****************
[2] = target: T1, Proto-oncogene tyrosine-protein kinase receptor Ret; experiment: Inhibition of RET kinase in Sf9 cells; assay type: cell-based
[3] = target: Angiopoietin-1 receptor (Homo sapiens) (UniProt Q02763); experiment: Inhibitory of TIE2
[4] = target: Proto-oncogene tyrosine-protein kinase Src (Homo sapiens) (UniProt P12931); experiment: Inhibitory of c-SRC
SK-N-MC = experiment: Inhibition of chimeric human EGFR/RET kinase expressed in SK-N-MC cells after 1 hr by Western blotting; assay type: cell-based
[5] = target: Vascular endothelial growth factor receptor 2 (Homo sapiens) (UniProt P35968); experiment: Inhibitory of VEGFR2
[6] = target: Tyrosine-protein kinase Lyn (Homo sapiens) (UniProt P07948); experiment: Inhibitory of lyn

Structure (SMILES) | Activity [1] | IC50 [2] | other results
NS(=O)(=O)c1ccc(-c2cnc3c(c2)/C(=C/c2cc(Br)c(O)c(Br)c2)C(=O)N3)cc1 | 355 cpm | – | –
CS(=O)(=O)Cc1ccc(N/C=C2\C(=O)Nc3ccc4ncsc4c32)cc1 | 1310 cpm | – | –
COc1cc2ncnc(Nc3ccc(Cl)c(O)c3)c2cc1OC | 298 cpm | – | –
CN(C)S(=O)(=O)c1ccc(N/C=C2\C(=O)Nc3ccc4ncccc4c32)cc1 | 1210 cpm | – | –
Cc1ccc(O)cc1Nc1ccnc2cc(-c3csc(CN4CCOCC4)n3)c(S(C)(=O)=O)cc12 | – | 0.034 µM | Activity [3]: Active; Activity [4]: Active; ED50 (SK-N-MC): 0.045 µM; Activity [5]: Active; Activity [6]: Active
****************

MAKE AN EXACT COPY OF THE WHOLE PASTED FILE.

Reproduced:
[2] = target: T1, Proto-oncogene tyrosine-protein kinase receptor Ret; experiment: Inhibition of RET kinase in Sf9 cells; assay type: cell-based
[3] = target: Angiopoietin-1 receptor (Homo sapiens) (UniProt Q02763); experiment: Inhibitory of TIE2
[4] = target: Proto-oncogene tyrosine-protein kinase Src (Homo sapiens) (UniProt P12931); experiment: Inhibitory of c-SRC
SK-N-MC = experiment: Inhibition of chimeric human EGFR/RET kinase expressed in SK-N-MC cells after 1 hr by Western blotting; assay type: cell-based
[5] = target: Vascular endothelial growth factor receptor 2 (Homo sapiens) (UniProt P35968); experiment: Inhibitory of VEGFR2
[6] = target: Tyrosine-protein kinase Lyn (Homo sapiens) (UniProt P07948); experiment: Inhibitory of lyn

Structure (SMILES) | Activity [1] | IC50 [2] | other results
NS(=O)(=O)c1ccc(-c2cnc3c(c2)/C(=C/c2cc(Br)c(O)c(Br)c2)C(=O)N3)cc1 | 355 cpm | – | –
CS(=O)(=O)Cc1ccc(N/C=C2\C(=O)Nc3ccc4ncsc4c32)cc1 | 1310 cpm | – | –
COc1cc2ncnc(Nc3ccc(Cl)c(O)c3)c2cc1OC | 298 cpm | – | –
CN(C)S(=O)(=O)c1ccc(N/C=C2\C(=O)Nc3ccc4ncccc4c32)cc1 | 1210 cpm | – | –
Cc1ccc(O)cc1Nc1ccnc2cc(-c3csc(CN4CCOCC4)n3)c(S(C)(=O)=O)cc12 | – | 0.034 µM | Activity [3]: Active; Activity [4]: Active; ED50 (SK-N-MC): 0.045 µM; Activity [5]: Active; Activity [6]: Active